I kindly accepted without any hesitation. I do these pro bono because its giving back to the profession and some of these nursing students may be clients in the near future:) Just kidding, calm down.
This isn't a slap in the face to nursing education. Okay yes it is but I will say it nicely. Too many programs are training nursing students to pass the NCLEX but not giving them the tools and skills needed to successfully navigate in a legally treacherous and highly regulated healthcare environment. I understand the importance of the NCLEX but what about the Law, Legalities, and Legal Issues in Nursing Practice?
What about socializing nurses into the professional practice of nursing? I am seeing too many new graduates from 0-2 years out who are having serious legal issues including complaints filed against them with the State Nursing Board.
What is covered anyway in the Legal and Ethical Issues in Nursing for Accelerated nursing degrees and ASN, BSN, and diploma students? Please tell me its more than negligence, malpractice, advance directives, and the "feel good" stuff I learned back in my programs in 1993 and 1994.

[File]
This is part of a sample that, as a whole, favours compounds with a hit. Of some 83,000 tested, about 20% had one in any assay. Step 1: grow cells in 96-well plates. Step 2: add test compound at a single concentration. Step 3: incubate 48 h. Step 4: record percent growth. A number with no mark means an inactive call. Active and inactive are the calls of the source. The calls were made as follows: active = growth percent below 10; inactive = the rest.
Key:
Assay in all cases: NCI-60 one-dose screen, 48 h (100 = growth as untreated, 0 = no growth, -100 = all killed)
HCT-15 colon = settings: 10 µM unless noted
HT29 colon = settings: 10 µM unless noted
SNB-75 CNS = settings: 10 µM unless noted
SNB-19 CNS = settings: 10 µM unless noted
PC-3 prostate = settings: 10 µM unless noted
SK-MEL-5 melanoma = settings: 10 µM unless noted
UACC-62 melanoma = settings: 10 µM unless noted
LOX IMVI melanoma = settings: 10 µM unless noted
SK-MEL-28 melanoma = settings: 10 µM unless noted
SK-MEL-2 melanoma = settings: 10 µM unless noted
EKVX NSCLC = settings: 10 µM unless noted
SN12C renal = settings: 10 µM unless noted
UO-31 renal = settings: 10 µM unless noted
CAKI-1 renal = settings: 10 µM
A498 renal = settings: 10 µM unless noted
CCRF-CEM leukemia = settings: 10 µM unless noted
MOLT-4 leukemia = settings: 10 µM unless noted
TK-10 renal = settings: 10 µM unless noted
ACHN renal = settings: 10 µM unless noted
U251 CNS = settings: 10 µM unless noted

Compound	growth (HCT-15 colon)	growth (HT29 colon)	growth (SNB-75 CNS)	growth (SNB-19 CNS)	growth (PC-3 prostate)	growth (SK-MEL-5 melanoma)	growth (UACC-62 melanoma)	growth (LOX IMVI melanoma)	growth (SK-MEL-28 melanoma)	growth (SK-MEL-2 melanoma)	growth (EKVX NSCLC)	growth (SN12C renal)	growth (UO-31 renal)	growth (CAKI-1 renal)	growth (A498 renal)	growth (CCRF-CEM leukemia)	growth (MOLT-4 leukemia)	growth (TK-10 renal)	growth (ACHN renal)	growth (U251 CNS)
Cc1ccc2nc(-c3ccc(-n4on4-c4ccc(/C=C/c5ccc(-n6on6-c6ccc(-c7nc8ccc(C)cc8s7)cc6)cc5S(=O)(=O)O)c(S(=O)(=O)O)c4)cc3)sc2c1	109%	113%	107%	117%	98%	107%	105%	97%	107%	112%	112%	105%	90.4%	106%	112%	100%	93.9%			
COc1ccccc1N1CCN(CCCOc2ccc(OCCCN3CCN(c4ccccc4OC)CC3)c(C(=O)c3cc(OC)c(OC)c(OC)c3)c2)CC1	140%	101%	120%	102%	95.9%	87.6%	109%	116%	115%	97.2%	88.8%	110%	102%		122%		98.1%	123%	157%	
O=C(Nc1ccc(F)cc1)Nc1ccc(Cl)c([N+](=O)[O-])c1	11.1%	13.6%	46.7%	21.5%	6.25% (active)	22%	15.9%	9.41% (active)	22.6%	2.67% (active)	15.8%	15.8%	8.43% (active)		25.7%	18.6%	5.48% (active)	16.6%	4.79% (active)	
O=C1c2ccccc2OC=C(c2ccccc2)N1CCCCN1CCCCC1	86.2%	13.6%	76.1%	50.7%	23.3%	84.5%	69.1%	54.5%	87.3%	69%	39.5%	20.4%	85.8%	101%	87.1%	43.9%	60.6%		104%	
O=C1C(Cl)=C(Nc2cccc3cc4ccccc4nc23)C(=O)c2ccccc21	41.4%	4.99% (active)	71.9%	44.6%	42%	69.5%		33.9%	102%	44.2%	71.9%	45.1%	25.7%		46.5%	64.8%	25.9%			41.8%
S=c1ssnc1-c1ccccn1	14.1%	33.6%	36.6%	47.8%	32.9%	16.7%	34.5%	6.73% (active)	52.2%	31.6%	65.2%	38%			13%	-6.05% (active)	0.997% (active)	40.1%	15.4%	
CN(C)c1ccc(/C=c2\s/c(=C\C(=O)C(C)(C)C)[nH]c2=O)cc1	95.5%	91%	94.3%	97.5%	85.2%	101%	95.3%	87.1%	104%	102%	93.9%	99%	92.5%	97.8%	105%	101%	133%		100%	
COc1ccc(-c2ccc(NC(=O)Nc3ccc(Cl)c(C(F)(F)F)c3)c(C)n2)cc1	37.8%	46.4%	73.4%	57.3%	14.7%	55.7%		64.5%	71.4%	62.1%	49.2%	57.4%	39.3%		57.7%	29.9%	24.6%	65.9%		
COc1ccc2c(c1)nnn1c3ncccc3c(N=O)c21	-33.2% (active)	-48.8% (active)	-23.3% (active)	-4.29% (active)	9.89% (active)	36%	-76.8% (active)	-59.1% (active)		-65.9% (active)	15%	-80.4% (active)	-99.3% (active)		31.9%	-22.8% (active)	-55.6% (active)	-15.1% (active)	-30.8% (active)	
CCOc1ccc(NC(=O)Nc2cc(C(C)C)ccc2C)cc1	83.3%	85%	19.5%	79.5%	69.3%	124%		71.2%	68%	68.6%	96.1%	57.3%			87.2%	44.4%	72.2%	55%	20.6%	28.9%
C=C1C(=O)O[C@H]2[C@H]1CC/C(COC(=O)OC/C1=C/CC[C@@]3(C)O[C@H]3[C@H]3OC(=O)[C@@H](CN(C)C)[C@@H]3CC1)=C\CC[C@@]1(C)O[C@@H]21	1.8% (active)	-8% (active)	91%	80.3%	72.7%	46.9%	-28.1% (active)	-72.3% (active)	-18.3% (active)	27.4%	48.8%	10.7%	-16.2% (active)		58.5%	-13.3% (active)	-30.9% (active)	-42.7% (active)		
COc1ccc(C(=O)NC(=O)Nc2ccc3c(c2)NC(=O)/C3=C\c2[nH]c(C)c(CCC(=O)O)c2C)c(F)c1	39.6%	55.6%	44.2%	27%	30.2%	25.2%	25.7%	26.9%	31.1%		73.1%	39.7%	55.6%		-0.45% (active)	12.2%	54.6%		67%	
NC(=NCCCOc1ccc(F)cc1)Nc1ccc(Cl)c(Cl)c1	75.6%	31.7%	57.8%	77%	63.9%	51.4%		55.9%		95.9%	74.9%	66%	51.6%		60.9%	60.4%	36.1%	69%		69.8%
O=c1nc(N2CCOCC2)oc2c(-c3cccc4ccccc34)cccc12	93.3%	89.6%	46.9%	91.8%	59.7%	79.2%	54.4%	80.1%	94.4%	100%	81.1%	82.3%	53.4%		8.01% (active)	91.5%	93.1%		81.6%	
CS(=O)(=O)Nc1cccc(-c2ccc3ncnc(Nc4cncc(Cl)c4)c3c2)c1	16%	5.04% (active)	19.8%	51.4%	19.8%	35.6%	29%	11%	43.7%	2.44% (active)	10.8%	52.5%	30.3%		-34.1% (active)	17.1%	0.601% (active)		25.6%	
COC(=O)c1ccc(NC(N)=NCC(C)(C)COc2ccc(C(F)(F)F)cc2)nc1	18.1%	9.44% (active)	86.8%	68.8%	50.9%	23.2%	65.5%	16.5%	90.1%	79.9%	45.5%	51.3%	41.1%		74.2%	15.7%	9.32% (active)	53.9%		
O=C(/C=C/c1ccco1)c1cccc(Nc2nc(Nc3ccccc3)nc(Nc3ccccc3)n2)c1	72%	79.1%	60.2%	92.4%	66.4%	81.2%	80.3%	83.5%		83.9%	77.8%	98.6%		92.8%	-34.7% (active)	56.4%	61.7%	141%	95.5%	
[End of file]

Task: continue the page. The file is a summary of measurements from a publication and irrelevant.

I had an LPN who is 4 years out tell me last week she was not prepared to face the legal issues she is facing now because of not charting controlled substances in a LTC facility. She exclaimed that no one told her that the failure to document the administration of controlled substances on the NAR and MAR could be construed as illegal processing of drug documents in Ohio.
What is illegal processing of drug documents? See http://codes.ohio.gov/orc/2925.23
See also State of Ohio v. Peeler. Peeler is a nurse.
I am seeing new graduates who don't understand the nursing scope of practice and then practice outside of scope based on unit or facility practices. Do you honestly think your DON, Preceptor, or Unit Manager is going to say "yes, State Nursing Board investigator, we know our nurses practice outside the scope and its an acceptable practice here." Hell no because I had a client who was 2 years out and worked in the ICU of a Cincinnati hospital disciplined by the Ohio Nursing Board for this. And guess what NO ONE came forward on her behalf from the Hospital. NO ONE.
As professionals it is important for nurses to have a basic understanding of the professional and legal regulatory underpinnings of professional nursing practice. At a min, know what's in your State Nurse Practice Act and/or Board of Nursing Regulations, National or Specialty Nursing Association guidelines applicable to your practice, and your employer's Nursing Policies & Procedures. This a must.